Ethiopia’s Almaz Ayana Obliterates 10,000 Meters Record


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Ethiopia’s Almaz Ayana celebrates after smashing the world record in the women’s Olympic 10,000 meters race.

Almaz Ayana of Ethiopia obliterated a 23-year-old world record in the women’s 10,000 meters on Friday, punctuating the opening to the track and field competition at these Olympics with one of the most dominant wins ever in the event.

Ayana, 24, won her first Olympic gold with an untouchable performance of 29 minutes, 17.45 seconds, shattering the previous world best by more than 14 seconds. It was only the second-ever 10,000 meter race for Ayana, who said later she was nervous to step up to track’s longest distance and was merely racing to win rather than aiming for a new record.

With her win, Ayana unseated her fellow countrywoman, the two-time defending Olympic champion Tirunesh Dibaba, from the top of the podium, though Dibaba ran a personal best and finished third. Vivian Cheruiyot of Kenya took silver with a national record, finishing 15 seconds behind Ayana. ​​In all, Friday’s 10,000 meters was one of the best races in history at the distance, with​eight national or area records set in the race, and 18 women in the field of 37 setting personal bests. Molly Huddle, the top American, finished sixth in 30:13.17, breaking an eight-year-old national record.

Conditions at the Olympic Stadium were perfect for a fast race, with temperatures in the mid-60s and a cool, light drizzle at the start of the race. Several of the other runners in the field said that they expected a fast race, but none were in world-record shape.

“There’s no way I could compete with that, there’s no way I could run with that,” said Emily Infeld of the U.S., the defending world championship bronze medalist, who finished 11th on Friday.

Swedish runner Sarah Lahti, who finished 12th in a national record 31:28.43, immediately cast doubt on the validity of Ayana’s result.

“I don’t believe she is 100%,” she told Swedish news outlet Expressen after the race. “It appears to be a little too easy for her. One cannot spot any facial expressions, she just presses on, while the rest of us are fighting for our lives at the rear. There cannot be that much of a difference. I cannot say that she is not clean, but there is little doubt.”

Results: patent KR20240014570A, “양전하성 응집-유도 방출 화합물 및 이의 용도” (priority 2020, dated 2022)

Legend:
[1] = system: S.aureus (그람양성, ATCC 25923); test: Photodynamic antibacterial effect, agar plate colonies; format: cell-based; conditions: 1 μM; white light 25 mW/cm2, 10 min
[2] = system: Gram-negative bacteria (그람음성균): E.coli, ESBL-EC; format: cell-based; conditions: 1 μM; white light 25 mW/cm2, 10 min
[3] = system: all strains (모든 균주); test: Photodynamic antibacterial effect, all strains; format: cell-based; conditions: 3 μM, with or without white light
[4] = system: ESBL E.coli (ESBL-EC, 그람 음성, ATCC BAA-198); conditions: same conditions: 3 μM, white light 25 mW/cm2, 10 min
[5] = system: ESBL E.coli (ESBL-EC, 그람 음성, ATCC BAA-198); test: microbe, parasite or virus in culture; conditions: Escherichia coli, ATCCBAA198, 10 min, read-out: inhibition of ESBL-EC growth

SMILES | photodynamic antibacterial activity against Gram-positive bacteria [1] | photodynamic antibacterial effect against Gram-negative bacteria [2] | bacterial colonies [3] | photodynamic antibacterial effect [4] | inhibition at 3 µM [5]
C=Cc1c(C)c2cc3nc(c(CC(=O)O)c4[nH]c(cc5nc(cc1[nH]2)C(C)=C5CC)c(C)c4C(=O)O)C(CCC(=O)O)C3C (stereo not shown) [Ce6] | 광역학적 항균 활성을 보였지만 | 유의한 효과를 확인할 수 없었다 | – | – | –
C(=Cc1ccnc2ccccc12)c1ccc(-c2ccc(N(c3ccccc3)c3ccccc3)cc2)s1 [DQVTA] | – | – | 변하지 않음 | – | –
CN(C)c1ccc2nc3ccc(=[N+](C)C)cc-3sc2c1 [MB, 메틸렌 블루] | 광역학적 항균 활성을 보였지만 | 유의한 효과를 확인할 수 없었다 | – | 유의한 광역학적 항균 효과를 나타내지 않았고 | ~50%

Asked in a news conference following the race if she was doping, Ayana denied the allegation, saying her world-record run came on the strength of training and prayer. “My doping is my training and my doping is Jesus,” she said through a translator. “Nothing otherwise, I am crystal clear.”

Few women in history have ever run as fast as Ayana. Until Friday, only five women had ever broken 30 minutes for 10,000 meters. The previous world record of 29 minutes, 31.78 seconds was set by China’s Wang Junxia in 1993, during a brief but prolific period of Chinese world records set during the early 1990s.

Going into Friday, Dibaba had the second-fastest time in history at the distance, more than 20 seconds slower than the Chinese world record. In Rio, she lowered her personal best by more than 12 seconds, a year after giving birth to her son, Nathan.

Huddle, the new American record holder, said she was happy with her time and a new personal best, but seemed resigned to finishing some way behind the leaders. After coming through the halfway mark in under 15 minutes, “I wasn’t dying but I knew I couldn’t go with them after that,” she said. “I was probably the sixth best person going in, and that’s where I finished.”

Ayana is also entered in the 5,000 meters here in Rio, the first heats for which begin on Tuesday. In June, she came within two seconds of Dibaba’s world record in the 5,000, running 14:12.59 in Rome.